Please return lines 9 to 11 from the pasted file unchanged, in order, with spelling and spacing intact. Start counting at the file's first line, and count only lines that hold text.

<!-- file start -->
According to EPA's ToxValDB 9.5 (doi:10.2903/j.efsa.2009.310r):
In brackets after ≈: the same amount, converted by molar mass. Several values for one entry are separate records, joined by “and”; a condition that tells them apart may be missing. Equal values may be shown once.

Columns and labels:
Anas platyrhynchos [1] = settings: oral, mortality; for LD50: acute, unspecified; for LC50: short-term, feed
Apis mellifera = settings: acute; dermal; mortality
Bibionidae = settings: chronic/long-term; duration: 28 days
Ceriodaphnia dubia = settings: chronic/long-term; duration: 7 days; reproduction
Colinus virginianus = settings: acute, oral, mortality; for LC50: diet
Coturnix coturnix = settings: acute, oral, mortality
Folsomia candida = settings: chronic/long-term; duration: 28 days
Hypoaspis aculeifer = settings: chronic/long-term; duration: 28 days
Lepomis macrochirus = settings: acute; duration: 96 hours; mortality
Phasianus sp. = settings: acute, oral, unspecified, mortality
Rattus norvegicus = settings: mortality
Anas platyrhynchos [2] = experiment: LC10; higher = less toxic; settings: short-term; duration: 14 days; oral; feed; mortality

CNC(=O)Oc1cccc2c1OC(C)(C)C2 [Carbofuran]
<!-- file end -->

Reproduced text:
Coturnix coturnix = settings: acute, oral, mortality
Folsomia candida = settings: chronic/long-term; duration: 28 days
Hypoaspis aculeifer = settings: chronic/long-term; duration: 28 days